“I don’t envy the problem,” she said speaking to Delano about Luxembourg struggling to meet its Nato commitments. Alliance members in 2014 pledged to spend 2% of GDP on their militaries, a challenge for the grand duchy’s small army of 400 active soldiers.

Read more at: delano

Military Building An Appetite For Commercial Space Services

The U.S. Space Force is eager to tap into the vibrant commercial market for space services enabled by increasingly capable small satellites and cheaper access to orbit.

Commercial services of particular interest to the military include imagery, analytics, weather data and broadband from low-Earth orbit constellations.

“It’s really crucial that we figure out how to successfully integrate commercial data and services into our architectures and concepts of operations,” said Lt. Gen. John Thompson, head of the Space and Missile Systems Center (SMC), the procurement arm of the Space Force.

Read more at: Spacenews


Black Arrow Was The Radical British Rocket That Was Doomed Before It Flew. But It Flew Anyway

On 28 October, 1971, a British built space rocket loaded with enough kerosene to give it the best part of 80,000 lbs of thrust, blasted off from the Woomera rocket range in South Australia. The 13-metre tall craft, named Back Arrow, rose up perfectly, firing into fresh clear spring sky. 130 seconds later eight explosive bolts released the spent first stage of the rocket, which separated and fell back to earth. The second stage engines fired up and burned for another 120 seconds taking the rocket into space before separating.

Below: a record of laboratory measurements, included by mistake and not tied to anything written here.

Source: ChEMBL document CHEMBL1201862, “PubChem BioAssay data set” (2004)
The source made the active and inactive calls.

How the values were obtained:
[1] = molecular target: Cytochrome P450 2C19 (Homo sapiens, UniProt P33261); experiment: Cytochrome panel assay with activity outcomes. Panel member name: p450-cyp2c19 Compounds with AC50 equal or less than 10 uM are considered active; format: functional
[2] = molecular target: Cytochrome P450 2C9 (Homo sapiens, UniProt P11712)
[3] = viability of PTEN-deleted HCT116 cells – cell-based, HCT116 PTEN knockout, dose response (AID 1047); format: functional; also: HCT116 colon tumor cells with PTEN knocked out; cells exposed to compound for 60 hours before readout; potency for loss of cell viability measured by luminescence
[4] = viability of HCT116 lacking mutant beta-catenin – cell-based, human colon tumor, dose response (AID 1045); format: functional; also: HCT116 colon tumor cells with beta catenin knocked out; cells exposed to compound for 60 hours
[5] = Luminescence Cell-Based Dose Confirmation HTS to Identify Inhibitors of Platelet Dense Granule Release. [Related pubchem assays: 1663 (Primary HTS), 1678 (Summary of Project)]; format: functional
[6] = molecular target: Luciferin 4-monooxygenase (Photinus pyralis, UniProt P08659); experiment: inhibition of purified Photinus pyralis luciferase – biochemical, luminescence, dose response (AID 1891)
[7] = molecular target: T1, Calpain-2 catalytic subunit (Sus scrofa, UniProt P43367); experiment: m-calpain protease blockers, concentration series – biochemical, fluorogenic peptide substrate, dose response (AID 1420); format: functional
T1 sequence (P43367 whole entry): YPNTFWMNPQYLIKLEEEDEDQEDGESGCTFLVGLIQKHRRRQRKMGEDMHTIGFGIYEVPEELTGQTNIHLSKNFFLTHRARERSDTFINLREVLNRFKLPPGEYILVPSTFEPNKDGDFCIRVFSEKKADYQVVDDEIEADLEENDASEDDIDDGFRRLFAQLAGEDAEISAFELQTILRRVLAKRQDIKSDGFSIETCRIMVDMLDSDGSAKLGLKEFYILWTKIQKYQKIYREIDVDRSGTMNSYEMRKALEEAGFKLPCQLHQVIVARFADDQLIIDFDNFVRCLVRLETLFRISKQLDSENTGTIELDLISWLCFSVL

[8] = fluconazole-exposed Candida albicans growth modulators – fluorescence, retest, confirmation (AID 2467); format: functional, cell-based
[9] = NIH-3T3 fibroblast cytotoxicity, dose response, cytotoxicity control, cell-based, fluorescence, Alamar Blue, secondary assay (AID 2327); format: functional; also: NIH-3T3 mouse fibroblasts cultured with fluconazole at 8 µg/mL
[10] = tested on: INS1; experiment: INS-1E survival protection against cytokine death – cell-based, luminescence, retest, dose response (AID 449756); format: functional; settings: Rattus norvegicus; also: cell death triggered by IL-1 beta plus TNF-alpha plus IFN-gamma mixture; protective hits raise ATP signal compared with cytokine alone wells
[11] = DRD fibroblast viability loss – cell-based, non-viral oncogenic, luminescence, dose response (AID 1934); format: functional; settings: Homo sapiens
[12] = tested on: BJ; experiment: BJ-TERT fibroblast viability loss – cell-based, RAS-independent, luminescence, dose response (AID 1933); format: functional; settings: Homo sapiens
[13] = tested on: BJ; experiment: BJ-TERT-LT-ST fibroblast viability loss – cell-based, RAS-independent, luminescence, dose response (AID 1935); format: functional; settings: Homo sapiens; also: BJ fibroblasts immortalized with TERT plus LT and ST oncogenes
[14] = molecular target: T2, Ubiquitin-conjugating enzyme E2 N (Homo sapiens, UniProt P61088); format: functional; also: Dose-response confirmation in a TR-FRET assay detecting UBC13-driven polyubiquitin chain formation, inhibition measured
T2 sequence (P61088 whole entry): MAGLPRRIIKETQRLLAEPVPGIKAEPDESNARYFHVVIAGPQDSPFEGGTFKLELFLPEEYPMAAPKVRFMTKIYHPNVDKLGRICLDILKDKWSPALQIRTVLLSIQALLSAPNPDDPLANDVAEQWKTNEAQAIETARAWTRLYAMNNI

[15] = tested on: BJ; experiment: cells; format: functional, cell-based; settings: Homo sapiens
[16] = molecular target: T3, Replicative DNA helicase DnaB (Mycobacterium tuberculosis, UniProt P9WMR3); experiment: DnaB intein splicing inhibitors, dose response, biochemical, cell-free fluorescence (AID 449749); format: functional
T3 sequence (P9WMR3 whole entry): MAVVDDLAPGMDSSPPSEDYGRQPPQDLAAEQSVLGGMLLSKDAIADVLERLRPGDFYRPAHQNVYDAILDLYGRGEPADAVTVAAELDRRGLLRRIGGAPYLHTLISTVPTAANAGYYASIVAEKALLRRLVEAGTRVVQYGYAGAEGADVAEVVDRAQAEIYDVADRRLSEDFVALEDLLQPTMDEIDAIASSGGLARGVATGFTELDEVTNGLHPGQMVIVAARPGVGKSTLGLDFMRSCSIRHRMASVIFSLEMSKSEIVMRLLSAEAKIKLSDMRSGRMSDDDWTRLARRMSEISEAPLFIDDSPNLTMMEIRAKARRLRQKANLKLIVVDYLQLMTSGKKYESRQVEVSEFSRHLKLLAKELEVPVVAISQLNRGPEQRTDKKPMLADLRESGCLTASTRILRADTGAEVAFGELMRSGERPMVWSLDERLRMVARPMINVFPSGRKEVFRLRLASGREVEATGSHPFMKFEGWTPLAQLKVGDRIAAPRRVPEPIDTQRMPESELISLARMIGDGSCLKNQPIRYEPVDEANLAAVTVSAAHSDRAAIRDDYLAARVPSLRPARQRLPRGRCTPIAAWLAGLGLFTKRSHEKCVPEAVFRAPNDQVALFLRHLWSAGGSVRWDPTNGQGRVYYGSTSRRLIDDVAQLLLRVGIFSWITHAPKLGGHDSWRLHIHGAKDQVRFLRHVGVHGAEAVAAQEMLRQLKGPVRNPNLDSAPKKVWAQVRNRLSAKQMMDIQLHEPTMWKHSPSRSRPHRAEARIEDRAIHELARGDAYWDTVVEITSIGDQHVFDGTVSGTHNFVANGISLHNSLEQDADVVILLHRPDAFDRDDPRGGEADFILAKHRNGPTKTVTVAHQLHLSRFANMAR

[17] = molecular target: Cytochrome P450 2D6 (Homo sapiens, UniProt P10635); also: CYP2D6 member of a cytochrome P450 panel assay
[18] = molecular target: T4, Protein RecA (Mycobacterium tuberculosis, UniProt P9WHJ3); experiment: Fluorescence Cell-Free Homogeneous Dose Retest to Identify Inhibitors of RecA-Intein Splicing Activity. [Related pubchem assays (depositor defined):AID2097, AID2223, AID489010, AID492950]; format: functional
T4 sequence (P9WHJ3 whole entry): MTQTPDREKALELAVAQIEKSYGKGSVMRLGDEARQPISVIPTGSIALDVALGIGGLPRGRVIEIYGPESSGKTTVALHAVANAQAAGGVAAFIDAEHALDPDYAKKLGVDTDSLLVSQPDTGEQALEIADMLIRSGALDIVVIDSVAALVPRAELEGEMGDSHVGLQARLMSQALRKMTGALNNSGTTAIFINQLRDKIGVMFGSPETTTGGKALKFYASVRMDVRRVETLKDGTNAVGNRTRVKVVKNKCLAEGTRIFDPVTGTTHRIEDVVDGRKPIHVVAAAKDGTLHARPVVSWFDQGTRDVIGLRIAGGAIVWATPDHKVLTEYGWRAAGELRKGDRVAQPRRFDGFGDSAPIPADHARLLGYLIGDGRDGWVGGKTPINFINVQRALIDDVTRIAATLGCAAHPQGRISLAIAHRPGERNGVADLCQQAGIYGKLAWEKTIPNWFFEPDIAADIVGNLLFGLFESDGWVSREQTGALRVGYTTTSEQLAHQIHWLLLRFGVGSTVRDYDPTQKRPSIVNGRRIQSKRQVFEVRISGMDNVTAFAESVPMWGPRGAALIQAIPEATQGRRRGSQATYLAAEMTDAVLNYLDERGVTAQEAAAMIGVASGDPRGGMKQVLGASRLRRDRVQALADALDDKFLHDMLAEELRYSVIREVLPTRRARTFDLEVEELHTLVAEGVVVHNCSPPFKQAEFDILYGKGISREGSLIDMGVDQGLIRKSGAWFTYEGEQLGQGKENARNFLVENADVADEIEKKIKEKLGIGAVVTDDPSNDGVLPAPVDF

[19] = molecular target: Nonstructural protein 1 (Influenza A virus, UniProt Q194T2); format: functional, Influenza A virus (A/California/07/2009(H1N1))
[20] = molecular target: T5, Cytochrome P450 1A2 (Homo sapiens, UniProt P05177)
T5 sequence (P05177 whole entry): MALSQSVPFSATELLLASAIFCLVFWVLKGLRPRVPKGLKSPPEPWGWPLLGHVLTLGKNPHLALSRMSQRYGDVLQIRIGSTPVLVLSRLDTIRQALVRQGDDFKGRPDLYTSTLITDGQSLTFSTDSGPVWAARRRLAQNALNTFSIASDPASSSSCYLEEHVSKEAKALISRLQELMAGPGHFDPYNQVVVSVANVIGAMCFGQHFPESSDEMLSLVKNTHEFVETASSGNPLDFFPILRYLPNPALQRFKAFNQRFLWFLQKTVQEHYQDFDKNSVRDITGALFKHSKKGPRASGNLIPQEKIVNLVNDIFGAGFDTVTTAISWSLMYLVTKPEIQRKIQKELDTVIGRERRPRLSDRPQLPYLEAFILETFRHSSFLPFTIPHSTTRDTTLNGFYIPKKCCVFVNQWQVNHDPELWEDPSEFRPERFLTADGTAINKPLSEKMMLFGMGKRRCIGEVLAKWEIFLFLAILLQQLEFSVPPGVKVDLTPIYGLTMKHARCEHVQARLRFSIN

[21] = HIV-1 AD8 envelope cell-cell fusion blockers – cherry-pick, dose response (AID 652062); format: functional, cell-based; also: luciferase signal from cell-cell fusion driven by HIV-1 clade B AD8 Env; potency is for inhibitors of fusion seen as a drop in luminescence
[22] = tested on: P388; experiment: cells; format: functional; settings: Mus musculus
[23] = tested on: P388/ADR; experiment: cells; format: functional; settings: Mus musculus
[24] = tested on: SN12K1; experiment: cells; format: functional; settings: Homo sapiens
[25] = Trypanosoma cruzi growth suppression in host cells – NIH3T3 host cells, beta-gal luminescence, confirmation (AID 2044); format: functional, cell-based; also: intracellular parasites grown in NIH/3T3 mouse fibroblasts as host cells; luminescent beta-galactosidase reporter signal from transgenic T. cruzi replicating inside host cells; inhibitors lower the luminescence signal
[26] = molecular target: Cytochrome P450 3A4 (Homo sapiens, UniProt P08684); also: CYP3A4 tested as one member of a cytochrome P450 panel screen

Read more at: National geographic

See the Hubble Space Telescope’s Iconic Pillars of Creation in Lego Form

One of the Hubble Space Telescope’s most iconic pictures is now reimagined in Lego form. The famous “Pillars of Creation” image of 1995 showing epic clouds of gas in the Eagle Nebula is available now on the Lego’s website for fans to recreate in brick form, for free. A copy of the instructions is online on the “Go Beyond” website, to time with Lego’s recently released NASA Space Shuttle Discovery Hubble set for adults.

Read more at: